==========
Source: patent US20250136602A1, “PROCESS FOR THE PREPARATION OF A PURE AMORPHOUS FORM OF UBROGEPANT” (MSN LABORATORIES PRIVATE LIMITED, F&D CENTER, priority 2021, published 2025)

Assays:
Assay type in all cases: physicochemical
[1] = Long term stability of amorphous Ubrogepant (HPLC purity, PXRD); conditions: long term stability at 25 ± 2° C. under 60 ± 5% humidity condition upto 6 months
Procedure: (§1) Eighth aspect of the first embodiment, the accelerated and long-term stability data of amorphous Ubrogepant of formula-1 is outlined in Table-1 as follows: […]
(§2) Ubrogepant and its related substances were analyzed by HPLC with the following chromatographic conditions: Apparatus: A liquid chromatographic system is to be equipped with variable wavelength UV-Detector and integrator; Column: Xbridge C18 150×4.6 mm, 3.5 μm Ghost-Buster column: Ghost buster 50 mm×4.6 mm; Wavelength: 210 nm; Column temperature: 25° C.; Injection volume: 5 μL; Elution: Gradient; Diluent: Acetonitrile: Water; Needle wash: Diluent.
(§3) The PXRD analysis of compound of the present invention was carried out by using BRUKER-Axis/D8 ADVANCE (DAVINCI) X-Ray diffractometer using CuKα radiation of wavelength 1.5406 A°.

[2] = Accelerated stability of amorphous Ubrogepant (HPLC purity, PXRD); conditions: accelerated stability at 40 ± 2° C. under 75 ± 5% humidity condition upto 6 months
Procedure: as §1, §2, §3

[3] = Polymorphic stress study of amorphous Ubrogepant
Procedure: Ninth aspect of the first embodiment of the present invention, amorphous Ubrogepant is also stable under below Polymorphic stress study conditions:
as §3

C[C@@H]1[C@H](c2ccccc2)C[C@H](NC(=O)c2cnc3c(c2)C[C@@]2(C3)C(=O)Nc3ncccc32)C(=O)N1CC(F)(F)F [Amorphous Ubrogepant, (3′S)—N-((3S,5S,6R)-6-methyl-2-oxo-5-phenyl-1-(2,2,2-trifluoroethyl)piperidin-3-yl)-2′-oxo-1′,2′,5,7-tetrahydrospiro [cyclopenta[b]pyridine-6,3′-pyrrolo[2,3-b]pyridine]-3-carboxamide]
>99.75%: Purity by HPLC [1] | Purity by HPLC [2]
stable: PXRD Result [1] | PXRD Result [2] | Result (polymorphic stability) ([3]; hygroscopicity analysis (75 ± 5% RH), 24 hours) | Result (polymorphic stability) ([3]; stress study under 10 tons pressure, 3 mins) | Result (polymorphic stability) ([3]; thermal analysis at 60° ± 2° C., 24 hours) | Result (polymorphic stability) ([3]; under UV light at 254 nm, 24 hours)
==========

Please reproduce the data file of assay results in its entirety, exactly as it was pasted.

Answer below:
Source: patent US20250136602A1, “PROCESS FOR THE PREPARATION OF A PURE AMORPHOUS FORM OF UBROGEPANT” (MSN LABORATORIES PRIVATE LIMITED, F&D CENTER, priority 2021, published 2025)

Assays:
Assay type in all cases: physicochemical
[1] = Long term stability of amorphous Ubrogepant (HPLC purity, PXRD); conditions: long term stability at 25 ± 2° C. under 60 ± 5% humidity condition upto 6 months
Procedure: (§1) Eighth aspect of the first embodiment, the accelerated and long-term stability data of amorphous Ubrogepant of formula-1 is outlined in Table-1 as follows: […]
(§2) Ubrogepant and its related substances were analyzed by HPLC with the following chromatographic conditions: Apparatus: A liquid chromatographic system is to be equipped with variable wavelength UV-Detector and integrator; Column: Xbridge C18 150×4.6 mm, 3.5 μm Ghost-Buster column: Ghost buster 50 mm×4.6 mm; Wavelength: 210 nm; Column temperature: 25° C.; Injection volume: 5 μL; Elution: Gradient; Diluent: Acetonitrile: Water; Needle wash: Diluent.
(§3) The PXRD analysis of compound of the present invention was carried out by using BRUKER-Axis/D8 ADVANCE (DAVINCI) X-Ray diffractometer using CuKα radiation of wavelength 1.5406 A°.

[2] = Accelerated stability of amorphous Ubrogepant (HPLC purity, PXRD); conditions: accelerated stability at 40 ± 2° C. under 75 ± 5% humidity condition upto 6 months
Procedure: as §1, §2, §3

[3] = Polymorphic stress study of amorphous Ubrogepant
Procedure: Ninth aspect of the first embodiment of the present invention, amorphous Ubrogepant is also stable under below Polymorphic stress study conditions:
as §3

C[C@@H]1[C@H](c2ccccc2)C[C@H](NC(=O)c2cnc3c(c2)C[C@@]2(C3)C(=O)Nc3ncccc32)C(=O)N1CC(F)(F)F [Amorphous Ubrogepant, (3′S)—N-((3S,5S,6R)-6-methyl-2-oxo-5-phenyl-1-(2,2,2-trifluoroethyl)piperidin-3-yl)-2′-oxo-1′,2′,5,7-tetrahydrospiro [cyclopenta[b]pyridine-6,3′-pyrrolo[2,3-b]pyridine]-3-carboxamide]
>99.75%: Purity by HPLC [1] | Purity by HPLC [2]
stable: PXRD Result [1] | PXRD Result [2] | Result (polymorphic stability) ([3]; hygroscopicity analysis (75 ± 5% RH), 24 hours) | Result (polymorphic stability) ([3]; stress study under 10 tons pressure, 3 mins) | Result (polymorphic stability) ([3]; thermal analysis at 60° ± 2° C., 24 hours) | Result (polymorphic stability) ([3]; under UV light at 254 nm, 24 hours)